Work Ready at ‘This Can Happen 2020’

Work Ready is committed to advancing the well-being of employees by providing bespoke dietary resources and workshops to enable workers to implement better food habits within their working day.  Work Ready were a proud partner of ‘This Can Happen 2020’ event which ran last week, focused on workplace mental health. BDA’s Partnership Officer & Work Ready Programme Coordinator attended the event, here she reviews some of the insightful topics and reflects on how Work Ready can be a tool to serve employees’ mental health and wellbeing.


The event was an immersive 3 days full of insightful content on mental health from across the globe, utilising virtual stands and live talks from the studio and from people’s homes.

What we eat and views on self-confidence, body and diet was explored throughout the conference. Key Speaker Joe Wicks, said he encourages his colleagues and employees to look after their mental health by being a motivator and example, through living the mission statement of being fitter, healthier and happier.

He also touched upon awareness that being in the exercise and fitness industry can impact people’s perceptions of their bodies. He emphasised those who show signs of body dysmorphia should seek professional support. 

This is certainly reflective when working in dietetics too. Employers need to consider how implementing a healthy eating strategy could impact their employees.

During some of the talks, sensitive topics and some personal stories were shared. I was moved by Obesity Stigma panelist Jessy Richards who opened up about how her employer had made her feel marginalised because of her weight. Discussions were had that gluttonous and laziness are often associated with obesity and that the stigma begins in school years, being the number 1 cause of bullying. Even  health care- professionals have stigmatising views which affect referrals and treatment. Obesity stigma has strong links with mental health concern.

It is vital that wellbeing and mental health should be a focus over weight loss. 

When receiving any recommendations around food and health, explore any conscious and unconscious bias there may be towards people with obesity.  WHO reports 18.7% who are obese experience stigma, for those with BMI 40+ its 38%? For conscious bias explore your Equality, Diversity and Inclusion policies. Then review where unconscious bias might rear its head, such as hiring decisions, workplace activities etc

Work Ready dietitians are not the ‘food police’ 

When a Work Ready Dietitian assesses a workplace, be aware this could raise anxiety amongst employees. It’s important to highlight Work Ready dietitians are not the ‘food police’ and are looking at a variety of factors when assessing dietary needs within a business. This could be access to water, how workers utilise breaks, what time are people working (shift workers), how physically demanding are the roles, amongst many other things. Work Ready focuses on how food can make us feel, and improve overall health.

Social prescribing should be a focus, to help avoid medical interventions. 

Baroness Dianna Barran MBE

Another session explored overcoming loneliness and social isolation at work. Statement that social isolation is as detrimental to health as smoking 15 cigarettes today and lead to people being more likely to suffer with Dementia and Depression. Surprisingly the ONS loneliness stats released last week showed 16-29-year olds are twice as likely to report loneliness than the older population.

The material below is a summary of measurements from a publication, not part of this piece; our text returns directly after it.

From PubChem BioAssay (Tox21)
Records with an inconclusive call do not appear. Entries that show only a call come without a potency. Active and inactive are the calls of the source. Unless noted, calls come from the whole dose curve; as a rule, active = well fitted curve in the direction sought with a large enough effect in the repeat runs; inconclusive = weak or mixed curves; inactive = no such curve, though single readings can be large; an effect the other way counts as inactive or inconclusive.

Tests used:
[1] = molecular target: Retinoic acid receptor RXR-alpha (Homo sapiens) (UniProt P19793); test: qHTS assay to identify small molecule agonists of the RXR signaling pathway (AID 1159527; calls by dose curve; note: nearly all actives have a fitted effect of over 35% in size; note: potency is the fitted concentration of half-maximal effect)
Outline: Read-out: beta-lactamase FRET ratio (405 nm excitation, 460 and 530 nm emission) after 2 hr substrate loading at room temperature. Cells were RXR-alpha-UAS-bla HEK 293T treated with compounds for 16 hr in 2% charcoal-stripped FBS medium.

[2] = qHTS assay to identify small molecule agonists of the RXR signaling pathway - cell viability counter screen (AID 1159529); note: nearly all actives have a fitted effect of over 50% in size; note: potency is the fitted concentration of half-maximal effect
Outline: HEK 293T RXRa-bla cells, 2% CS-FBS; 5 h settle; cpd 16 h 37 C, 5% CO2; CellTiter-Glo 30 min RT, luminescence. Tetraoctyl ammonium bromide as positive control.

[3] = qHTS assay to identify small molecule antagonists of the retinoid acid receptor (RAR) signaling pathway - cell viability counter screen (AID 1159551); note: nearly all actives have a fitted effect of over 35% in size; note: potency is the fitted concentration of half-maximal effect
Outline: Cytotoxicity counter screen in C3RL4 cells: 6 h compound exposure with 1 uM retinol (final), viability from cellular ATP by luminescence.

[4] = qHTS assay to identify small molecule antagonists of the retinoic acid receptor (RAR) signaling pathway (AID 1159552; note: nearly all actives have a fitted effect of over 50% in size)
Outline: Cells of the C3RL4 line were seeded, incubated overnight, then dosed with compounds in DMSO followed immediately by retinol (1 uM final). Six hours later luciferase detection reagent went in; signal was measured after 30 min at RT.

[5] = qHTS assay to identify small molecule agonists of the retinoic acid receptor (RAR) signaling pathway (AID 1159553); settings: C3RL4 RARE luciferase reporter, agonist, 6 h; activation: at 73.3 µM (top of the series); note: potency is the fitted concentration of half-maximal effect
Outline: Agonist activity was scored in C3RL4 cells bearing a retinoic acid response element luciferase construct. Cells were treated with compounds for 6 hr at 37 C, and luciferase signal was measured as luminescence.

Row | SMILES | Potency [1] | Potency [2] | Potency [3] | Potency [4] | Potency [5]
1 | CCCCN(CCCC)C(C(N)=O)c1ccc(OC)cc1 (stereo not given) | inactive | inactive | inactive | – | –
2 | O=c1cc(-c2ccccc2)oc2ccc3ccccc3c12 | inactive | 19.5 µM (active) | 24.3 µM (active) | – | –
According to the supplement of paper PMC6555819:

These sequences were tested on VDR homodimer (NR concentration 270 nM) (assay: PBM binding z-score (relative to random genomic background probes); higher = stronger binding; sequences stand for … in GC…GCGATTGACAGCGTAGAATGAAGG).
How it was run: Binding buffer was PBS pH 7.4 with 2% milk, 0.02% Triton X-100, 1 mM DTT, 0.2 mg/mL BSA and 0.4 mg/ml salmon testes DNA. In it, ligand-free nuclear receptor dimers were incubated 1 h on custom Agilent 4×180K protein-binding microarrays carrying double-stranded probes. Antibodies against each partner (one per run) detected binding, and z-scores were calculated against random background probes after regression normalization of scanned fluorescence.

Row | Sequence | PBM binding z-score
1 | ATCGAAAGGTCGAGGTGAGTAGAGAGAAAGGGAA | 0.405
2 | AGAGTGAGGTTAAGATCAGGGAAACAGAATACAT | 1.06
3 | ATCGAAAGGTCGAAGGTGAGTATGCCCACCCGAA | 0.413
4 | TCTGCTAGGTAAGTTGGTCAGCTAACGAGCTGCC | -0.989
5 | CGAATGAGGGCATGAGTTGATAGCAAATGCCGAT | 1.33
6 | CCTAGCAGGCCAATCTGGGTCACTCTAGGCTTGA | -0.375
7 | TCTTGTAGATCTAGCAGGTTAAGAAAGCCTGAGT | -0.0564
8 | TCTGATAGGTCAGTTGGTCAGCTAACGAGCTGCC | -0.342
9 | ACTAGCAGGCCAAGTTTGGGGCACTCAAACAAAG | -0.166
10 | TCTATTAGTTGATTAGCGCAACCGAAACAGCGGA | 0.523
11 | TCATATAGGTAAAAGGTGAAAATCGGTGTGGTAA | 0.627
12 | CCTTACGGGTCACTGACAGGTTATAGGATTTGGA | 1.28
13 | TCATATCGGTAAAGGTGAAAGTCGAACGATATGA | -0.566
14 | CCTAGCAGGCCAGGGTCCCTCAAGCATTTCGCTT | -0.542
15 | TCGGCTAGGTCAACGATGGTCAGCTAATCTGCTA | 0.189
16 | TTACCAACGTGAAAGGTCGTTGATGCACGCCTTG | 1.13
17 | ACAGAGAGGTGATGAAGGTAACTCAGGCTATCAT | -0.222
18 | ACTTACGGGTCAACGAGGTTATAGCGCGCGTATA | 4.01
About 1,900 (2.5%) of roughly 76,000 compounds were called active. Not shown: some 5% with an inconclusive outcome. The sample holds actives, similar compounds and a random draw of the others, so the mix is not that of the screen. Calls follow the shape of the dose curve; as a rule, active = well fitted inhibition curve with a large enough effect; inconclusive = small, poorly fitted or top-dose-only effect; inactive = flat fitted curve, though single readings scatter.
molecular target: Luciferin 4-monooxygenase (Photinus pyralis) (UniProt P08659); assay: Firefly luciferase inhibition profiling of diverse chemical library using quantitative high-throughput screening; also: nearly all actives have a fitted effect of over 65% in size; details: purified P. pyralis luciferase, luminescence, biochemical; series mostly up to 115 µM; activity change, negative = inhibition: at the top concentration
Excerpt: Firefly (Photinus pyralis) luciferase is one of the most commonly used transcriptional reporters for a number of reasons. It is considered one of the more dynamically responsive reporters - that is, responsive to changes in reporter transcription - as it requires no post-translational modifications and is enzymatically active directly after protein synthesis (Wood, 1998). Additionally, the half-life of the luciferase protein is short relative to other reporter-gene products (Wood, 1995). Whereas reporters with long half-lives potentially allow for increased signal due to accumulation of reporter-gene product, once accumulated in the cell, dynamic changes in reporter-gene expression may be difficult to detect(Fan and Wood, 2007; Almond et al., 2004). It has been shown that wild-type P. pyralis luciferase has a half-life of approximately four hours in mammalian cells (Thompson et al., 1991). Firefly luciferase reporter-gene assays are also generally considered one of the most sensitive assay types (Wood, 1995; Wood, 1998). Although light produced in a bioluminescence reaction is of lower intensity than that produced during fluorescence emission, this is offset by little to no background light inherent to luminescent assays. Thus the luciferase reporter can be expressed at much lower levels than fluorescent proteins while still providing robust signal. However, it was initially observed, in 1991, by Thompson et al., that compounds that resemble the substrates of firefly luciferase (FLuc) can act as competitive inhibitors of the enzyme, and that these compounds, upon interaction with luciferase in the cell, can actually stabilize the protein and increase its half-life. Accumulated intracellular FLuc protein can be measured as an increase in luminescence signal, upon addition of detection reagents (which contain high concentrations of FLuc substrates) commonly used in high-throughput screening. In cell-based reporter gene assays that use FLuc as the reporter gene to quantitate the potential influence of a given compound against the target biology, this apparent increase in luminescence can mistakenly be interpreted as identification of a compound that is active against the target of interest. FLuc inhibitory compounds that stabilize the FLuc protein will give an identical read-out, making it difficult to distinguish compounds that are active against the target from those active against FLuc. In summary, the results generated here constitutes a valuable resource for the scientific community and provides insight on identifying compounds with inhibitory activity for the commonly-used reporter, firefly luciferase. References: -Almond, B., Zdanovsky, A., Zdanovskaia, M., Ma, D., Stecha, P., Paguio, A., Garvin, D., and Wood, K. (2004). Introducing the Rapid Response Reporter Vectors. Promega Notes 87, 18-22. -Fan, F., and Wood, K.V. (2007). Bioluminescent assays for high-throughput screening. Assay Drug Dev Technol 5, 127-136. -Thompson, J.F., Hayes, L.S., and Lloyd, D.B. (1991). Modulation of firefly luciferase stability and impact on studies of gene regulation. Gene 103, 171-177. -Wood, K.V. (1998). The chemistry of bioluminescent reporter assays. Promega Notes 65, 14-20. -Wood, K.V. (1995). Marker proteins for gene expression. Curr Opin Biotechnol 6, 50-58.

Danielle Young (Regional Human Performance and Care lead Shell) shared that physical health focus is important to mitigate these risks. At Shell they focus on sports including football games to encourage workers to come out of their cabins, be active and socialise.

Baroness Dianna Barran MBE (Minister for Civil Society, Minister for Loneliness) said that as a community ‘social prescribing’ should be a focus, to help avoid medical interventions. 

Another Key topic area was on, why we are still having this conversation around mental health in the workplace?  From the facts and figures shared 3 very important questions to ask when delivering or developing any wellbeing strategies, Who will run and own it? What data do we have to assess needs? How do we know it’s working?

1) ownership is everything 2) data is the key to inform focus on where help is needed 3) keep agile to changing employee needs 

Dr Monika Misra Head of Health and wellbeing EMEA GSK

Work Ready Dietitians have a variety of resources and activities they can share with an organisation However it all begins with a need. What are the needs of your employees?  Our Work Ready Dietitians ask what you want, see what you need, design and deliver a bespoke programme, and review its effectiveness.

Before the closing session with the Keynote from Tony Adams MBE, we saw the global youth panel discuss global mental health and raised the most simple yet profound message: 

Employees are humans first and then employees. 

Global Youth Panelist at This Can Happen

Workplace human beings aren’t a separate entity to home human beings! Particularly now more than ever, when the lines of home and work are blurred with increased homeworking, furlough and isolation. At the core people are whole humans in every setting.

For more information of how Work Ready can help your organisation and the wellbeing of your employees visit https://www.bdaworkready.co.uk/how-it-works/

To enquire for an individual nutritional assessment read more here https://www.bdaworkready.co.uk/product/individual-nutrition-assessments/

If your organisation is interested in sponsoring or accessing any Work Ready Webinars please get in touch https://www.bdaworkready.co.uk/product/workshops/

Leave a Reply